The general principle is that when an appeal is allowed, the order for costs below is set aside and the appellant is awarded costs below and on appeal. However, the appellant only enjoyed partial success on this appeal. Thus, the general principle did not apply. However, partial success on appeal still requires the Court to reconsider the costs disposition at trial.
The respondent enjoyed a reduced level of success at trial as a result of the Court’s decision on the appeal. However, she remained successful on the important issue on whether she and the appellant were “spouses” within the meaning of s. 29 of the FLA. She was also successful on the amount of support, which was unchanged on appeal. The appellant, however, was successful on the duration of support.
In considering the appellant’s conduct in ordering costs, the trial judge erred in principle in finding that the appellant acted unreasonably. The appellant’s legal position was reasonable. The trial judge expressly acknowledged that she struggled with whether the time the parties spent together during their relationship was sufficient to find that they “lived together” in a conjugal relationship. Second, the trial judge’s review of the case law demonstrated that where parties neither marry nor move in together, it is an open question as to whether they will be found to have cohabited. The fact that the appellant lost on the issue of whether the parties had been spouses does not mean his legal position was unreasonable.
Moreover, the appellant did not act unreasonably in his conduct of the litigation. The trial judge found that the appellant made offers to settle that showed a desire to settle. In light of his legal position on the issue of whether the parties had been spouses, the appellant’s consent to an order to provide interim spousal support showed that he acted reasonably.
Finally, the appellant did not act unreasonably with respect to disclosure. He met his obligation to make “reasonable disclosure”. The appellant was not unreasonable because he took the position that his actual annual income was irrelevant given that his ability to pay was not in issue. Reasonableness and proportionality were to be judged in context, which includes a consideration of the matters in issue and the positions taken by the parties. These factors should also reflect a consideration of the other party’s disclosure. In this case, the respondent also produced hundreds of documents only shortly before trial, a matter to which the trial judge did not advert.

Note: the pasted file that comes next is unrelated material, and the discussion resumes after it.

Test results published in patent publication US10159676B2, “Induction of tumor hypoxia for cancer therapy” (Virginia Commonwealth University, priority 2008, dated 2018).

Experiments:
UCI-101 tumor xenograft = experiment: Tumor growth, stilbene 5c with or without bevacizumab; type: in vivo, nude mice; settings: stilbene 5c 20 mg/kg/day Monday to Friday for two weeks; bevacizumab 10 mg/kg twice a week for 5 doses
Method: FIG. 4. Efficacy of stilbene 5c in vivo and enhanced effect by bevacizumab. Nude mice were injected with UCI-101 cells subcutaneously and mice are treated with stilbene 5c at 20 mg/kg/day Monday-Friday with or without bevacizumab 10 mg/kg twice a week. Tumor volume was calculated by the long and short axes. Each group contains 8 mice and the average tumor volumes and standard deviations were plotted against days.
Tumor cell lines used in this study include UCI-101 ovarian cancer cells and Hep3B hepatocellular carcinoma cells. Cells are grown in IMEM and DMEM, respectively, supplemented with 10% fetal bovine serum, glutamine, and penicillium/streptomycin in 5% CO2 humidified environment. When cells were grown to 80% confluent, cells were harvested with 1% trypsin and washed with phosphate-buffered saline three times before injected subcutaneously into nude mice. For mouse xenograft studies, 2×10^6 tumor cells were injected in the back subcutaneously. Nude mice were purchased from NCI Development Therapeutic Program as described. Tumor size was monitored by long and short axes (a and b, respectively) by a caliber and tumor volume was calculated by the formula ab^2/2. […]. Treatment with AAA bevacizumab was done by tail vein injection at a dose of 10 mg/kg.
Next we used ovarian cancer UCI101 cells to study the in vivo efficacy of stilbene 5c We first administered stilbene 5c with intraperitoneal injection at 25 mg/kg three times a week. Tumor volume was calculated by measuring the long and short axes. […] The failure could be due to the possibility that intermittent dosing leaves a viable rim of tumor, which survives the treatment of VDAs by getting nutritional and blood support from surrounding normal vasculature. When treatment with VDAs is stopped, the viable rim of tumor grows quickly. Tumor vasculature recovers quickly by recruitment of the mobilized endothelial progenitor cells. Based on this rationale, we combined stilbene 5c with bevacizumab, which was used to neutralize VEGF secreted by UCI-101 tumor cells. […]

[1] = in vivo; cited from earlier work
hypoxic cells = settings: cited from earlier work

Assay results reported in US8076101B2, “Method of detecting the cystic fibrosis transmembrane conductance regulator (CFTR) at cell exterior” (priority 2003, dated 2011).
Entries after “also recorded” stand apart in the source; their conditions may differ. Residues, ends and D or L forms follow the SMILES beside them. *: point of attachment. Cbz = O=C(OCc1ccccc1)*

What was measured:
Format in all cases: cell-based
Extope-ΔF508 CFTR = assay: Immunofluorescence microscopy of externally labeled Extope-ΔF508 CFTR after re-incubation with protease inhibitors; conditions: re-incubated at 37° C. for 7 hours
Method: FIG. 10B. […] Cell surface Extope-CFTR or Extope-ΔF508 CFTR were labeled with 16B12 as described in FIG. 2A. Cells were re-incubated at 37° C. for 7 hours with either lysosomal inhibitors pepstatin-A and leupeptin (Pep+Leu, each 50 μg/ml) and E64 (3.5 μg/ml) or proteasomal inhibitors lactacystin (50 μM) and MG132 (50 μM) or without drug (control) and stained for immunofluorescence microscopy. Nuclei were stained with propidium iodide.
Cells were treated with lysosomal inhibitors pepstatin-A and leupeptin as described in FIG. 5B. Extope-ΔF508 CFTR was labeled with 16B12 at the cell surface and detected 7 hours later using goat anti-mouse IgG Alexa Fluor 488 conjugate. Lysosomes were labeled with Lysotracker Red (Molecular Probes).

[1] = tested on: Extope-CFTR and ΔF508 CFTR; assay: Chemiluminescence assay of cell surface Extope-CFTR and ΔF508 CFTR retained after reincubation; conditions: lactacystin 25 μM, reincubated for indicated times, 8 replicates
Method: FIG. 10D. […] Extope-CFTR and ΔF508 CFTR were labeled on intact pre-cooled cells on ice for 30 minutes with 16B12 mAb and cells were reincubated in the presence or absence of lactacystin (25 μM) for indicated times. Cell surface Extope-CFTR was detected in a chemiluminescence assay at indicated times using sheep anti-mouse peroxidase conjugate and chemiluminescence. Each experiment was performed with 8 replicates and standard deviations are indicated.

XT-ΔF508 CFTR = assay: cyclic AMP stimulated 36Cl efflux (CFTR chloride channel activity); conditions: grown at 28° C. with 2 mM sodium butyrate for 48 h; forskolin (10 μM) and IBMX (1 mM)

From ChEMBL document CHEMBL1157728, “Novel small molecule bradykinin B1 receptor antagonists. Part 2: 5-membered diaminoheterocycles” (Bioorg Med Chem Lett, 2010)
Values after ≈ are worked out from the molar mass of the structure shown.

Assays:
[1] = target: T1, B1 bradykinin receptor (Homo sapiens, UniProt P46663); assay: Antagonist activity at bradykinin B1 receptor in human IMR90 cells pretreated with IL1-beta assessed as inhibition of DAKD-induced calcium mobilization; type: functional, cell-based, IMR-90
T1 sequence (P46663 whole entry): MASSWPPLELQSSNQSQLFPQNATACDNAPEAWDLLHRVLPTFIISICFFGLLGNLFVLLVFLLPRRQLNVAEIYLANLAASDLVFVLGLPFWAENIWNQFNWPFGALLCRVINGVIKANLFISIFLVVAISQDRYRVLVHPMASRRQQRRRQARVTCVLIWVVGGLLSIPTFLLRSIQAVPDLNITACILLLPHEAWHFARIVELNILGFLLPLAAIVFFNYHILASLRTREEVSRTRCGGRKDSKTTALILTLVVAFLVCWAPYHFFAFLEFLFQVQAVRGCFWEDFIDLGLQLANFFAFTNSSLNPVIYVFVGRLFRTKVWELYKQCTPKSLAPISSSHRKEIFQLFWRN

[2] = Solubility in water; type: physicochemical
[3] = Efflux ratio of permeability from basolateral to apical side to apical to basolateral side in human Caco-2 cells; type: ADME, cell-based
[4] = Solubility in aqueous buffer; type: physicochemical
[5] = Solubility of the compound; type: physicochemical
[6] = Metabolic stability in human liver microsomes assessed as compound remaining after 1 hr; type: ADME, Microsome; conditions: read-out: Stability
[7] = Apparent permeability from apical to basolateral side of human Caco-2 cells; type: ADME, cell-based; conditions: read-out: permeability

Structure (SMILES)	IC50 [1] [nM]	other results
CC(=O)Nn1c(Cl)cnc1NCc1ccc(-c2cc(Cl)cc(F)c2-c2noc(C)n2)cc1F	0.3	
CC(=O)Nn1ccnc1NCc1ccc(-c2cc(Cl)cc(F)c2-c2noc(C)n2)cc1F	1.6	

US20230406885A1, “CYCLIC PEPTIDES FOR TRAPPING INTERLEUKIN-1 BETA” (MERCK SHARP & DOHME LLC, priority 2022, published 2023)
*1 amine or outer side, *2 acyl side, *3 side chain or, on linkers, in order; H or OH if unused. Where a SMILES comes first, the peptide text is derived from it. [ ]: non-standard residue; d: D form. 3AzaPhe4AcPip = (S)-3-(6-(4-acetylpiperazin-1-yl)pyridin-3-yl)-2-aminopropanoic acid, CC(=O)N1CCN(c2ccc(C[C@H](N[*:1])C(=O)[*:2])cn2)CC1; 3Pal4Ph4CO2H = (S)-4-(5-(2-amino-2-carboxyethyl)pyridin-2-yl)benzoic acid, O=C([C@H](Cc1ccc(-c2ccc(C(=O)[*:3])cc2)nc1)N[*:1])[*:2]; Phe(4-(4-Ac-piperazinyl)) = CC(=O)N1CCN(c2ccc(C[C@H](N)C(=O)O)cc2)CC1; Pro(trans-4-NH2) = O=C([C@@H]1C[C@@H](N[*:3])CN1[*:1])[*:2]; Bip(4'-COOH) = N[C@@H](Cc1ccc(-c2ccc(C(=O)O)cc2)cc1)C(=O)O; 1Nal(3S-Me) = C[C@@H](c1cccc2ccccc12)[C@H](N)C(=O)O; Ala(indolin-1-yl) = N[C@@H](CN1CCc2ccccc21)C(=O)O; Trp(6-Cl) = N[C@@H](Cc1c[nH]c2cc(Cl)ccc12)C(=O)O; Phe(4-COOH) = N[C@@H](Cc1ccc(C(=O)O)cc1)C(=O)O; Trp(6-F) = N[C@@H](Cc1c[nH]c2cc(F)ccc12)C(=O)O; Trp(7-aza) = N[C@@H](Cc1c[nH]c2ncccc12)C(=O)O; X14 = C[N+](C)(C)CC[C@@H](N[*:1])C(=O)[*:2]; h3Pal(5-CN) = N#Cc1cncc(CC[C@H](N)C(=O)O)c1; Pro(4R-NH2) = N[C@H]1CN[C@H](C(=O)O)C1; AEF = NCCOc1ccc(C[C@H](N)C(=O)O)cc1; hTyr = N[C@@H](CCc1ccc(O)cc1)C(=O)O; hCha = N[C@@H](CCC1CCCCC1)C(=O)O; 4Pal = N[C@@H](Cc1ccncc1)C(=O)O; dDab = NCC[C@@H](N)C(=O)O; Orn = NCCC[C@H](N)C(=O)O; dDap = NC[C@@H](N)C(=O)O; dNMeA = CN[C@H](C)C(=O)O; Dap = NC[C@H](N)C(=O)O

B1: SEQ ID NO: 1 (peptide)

There was no question that the appellant was a person of extraordinary means – financial disclosure beyond that which he provided was not necessary to demonstrate that. Second, as the trial judge found, the respondent played no role in the appellant’s financial success or in the acquisition or improvement of the family business. To the extent she had a compensatory claim, it was weak and related only to the fact that, as a result of the relationship, she had been out of the workforce for its duration. Accordingly, the appellant’s means – beyond his ability to continue to support the appellant at the level he had during the relationship – were not relevant.